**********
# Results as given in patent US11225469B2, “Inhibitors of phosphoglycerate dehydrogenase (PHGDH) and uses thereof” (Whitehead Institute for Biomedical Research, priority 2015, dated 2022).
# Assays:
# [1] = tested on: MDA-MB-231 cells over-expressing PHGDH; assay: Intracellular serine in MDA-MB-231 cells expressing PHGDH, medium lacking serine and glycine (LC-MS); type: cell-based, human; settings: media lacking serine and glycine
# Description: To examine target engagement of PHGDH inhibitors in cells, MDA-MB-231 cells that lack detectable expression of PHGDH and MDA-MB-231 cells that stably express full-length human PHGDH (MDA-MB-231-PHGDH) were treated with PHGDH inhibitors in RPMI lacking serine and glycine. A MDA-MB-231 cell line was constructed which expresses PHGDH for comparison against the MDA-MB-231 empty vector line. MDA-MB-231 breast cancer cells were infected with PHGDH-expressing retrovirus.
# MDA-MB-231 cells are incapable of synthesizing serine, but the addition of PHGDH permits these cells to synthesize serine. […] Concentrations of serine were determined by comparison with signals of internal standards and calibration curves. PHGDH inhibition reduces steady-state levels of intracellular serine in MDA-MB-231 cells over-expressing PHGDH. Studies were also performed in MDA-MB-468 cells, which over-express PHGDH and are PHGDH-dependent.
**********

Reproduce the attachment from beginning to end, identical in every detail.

# Results as given in patent US11225469B2, “Inhibitors of phosphoglycerate dehydrogenase (PHGDH) and uses thereof” (Whitehead Institute for Biomedical Research, priority 2015, dated 2022).
# Assays:
# [1] = tested on: MDA-MB-231 cells over-expressing PHGDH; assay: Intracellular serine in MDA-MB-231 cells expressing PHGDH, medium lacking serine and glycine (LC-MS); type: cell-based, human; settings: media lacking serine and glycine
# Description: To examine target engagement of PHGDH inhibitors in cells, MDA-MB-231 cells that lack detectable expression of PHGDH and MDA-MB-231 cells that stably express full-length human PHGDH (MDA-MB-231-PHGDH) were treated with PHGDH inhibitors in RPMI lacking serine and glycine. A MDA-MB-231 cell line was constructed which expresses PHGDH for comparison against the MDA-MB-231 empty vector line. MDA-MB-231 breast cancer cells were infected with PHGDH-expressing retrovirus.
# MDA-MB-231 cells are incapable of synthesizing serine, but the addition of PHGDH permits these cells to synthesize serine. […] Concentrations of serine were determined by comparison with signals of internal standards and calibration curves. PHGDH inhibition reduces steady-state levels of intracellular serine in MDA-MB-231 cells over-expressing PHGDH. Studies were also performed in MDA-MB-468 cells, which over-express PHGDH and are PHGDH-dependent.